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G7 finance ministers progress on tax deal

Finance ministers from the Group of Seven said that they made some progress at reaching a joint position on a landmark global corporate tax deal, days before it needs to win over a wider international audience. The U.S. Treasury Department gave a statement that a common understanding was reached on some of the important open issues to support reaching final political agreement within the OECD Inclusive Framework in October. Britain brokered an outline agreement in June.

This is on a global minimum corporate tax rate of 15%. The Organization for Economic Co-operation and Development has been trying to shepherd through tax reform for years. And so they want to get full agreement on detailed proposals from 139 negotiating countries. Britain’s finance minister Rishi Sunak said that the meeting of finance ministers evidences the continued ambition and collaboration of G7 countries. This is for achieving historic global tax reform. So that they can ensure that the companies pay their fair share of tax in the countries they do business.

A British finance ministry spokesperson said that the G7 finance ministers had reached a common understanding on some important remaining issues before OECD and G20 tax meetings. Japanese finance minister Taro Aso said that there had been agreement on some points under discussion. French Finance Minister Bruno LeMaire also cited progress on key negotiating points. Irish finance minister Paschal Donohoe said that he expected the OECD to produce updated proposals in the coming days. He added that soon it will be a critical moment for the negotiations that have been underway for years and will show whether an agreement is possible. Ireland having a corporate tax rate of just 12.5%.

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Euro zone ministers expect inflation to slow in 2022

The acceleration of euro zone inflation, driven energy prices, is mostly temporary. Then the price growth will slow down again. The euro zone finance ministers agreed that, that too the next year as forecasted by the European Central Bank and the European Commission.

Paschal Donohoe, chaired the talks of the ministers in Luxembourg. In a news conference he said that there was also agreement that the inflation spike was not an argument against the transition to renewable sources of energy. This is under the EU’s ambitious plan of reducing CO2 emissions to zero by the year 2050.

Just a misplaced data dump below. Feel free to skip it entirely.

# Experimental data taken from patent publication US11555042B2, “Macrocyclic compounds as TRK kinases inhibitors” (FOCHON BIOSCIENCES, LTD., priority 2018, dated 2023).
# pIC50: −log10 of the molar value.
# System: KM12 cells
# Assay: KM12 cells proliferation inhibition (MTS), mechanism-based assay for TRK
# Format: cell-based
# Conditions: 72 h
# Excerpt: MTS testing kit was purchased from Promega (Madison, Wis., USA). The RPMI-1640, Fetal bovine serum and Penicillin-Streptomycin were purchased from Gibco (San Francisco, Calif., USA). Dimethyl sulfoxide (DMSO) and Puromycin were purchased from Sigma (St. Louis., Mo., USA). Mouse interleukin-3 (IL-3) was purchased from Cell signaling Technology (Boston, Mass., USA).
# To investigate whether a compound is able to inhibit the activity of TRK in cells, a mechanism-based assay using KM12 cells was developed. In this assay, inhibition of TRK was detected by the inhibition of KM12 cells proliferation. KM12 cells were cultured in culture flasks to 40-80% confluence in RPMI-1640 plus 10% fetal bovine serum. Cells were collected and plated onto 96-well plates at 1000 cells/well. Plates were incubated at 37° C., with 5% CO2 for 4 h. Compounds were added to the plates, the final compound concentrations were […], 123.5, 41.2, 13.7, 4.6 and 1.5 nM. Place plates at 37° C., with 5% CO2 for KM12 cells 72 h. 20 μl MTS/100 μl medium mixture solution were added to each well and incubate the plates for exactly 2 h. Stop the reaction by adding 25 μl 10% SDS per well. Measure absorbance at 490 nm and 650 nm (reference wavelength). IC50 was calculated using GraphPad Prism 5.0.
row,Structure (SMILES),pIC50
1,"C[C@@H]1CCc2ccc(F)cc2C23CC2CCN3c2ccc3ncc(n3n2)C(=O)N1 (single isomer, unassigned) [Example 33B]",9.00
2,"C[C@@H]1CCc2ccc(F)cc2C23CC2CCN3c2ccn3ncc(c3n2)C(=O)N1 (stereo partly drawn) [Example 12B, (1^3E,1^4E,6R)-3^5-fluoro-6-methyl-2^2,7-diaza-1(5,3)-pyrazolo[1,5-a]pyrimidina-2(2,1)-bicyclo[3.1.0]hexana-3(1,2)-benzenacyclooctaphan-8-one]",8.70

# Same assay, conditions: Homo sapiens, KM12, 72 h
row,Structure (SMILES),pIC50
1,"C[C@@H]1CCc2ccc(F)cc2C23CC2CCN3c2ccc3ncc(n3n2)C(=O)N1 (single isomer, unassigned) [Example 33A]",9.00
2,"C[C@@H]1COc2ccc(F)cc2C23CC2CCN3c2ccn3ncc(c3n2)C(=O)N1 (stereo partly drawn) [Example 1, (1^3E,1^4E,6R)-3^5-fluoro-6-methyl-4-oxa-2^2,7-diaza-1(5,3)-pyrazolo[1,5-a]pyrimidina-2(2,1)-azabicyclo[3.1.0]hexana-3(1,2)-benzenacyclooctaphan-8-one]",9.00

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Under new rules, borrowing for investment sensible

British finance minister Rishi Sunak said that the government borrowing to fund investment was a sensible thing. This is to allow under new fiscal rules that he is likely to announce, unlike borrowing for day-to-day spending. He said that borrowing for capital investment that is going to drive up their growth is probably a sensible thing for them. And that too particularly in an environment of slightly lower interest rate. Sunak stated this in an event on the sidelines of the annual conference of Britain’s ruling Conservative Party. This event was organized by the Taxpayers’ Alliance advocacy group. Sunak stated in that event, that borrowing for more day-to-day spending is probably less something that you would want to have as part of your framework.

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IMF board to interview Georgieva-sources

The International Monetary Fund’s executive board is going to interview Managing Director Kristalina Georgieva. This is regarding that; its reviews claims that she pressured World Bank staff to alter data to favor China in her previous role. Board members were initially expected to meet with Georgieva. But spent their time working on other regular business matters.

The board members spent hours for questioning lawyers from the WilmerHale firm. This is about their World Bank investigation report which alleged that Georgieva, as the bank‘s CEO applied undue pressure on staff, to alter data in the flagship “Doing Business” report to benefit China. Then, an IMF spokesperson said that the IMF board remains committed to a thorough, objective, and timely review of the matter. Georgieva has strongly denied the accusations.

The upcoming interviews could prove pivotal in either increasing support for Georgieva. This is with many IMF shareholders are keen to wrap up the board’s deliberations on the matter. The fund’s most influential member governments, including the top shareholder the United States, have withheld public judgment. The World Bank tasked WilmerHale with investigating the “Doing Business” data irregularities identified in 2020. The law firm’s report contends Georgieva. The former World Bank President Jim Yong Kim’s office pressured staff to manipulate data so that the China’s global ranking in the “Doing Business 2018” study of investment climates rose to 78th from 85th.

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